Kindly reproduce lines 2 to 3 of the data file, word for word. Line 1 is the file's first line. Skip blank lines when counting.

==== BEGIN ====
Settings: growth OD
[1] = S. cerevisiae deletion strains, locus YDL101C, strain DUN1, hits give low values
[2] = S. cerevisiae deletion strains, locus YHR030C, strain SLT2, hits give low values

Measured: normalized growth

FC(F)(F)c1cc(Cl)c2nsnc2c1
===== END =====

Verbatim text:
[1] = S. cerevisiae deletion strains, locus YDL101C, strain DUN1, hits give low values
[2] = S. cerevisiae deletion strains, locus YHR030C, strain SLT2, hits give low values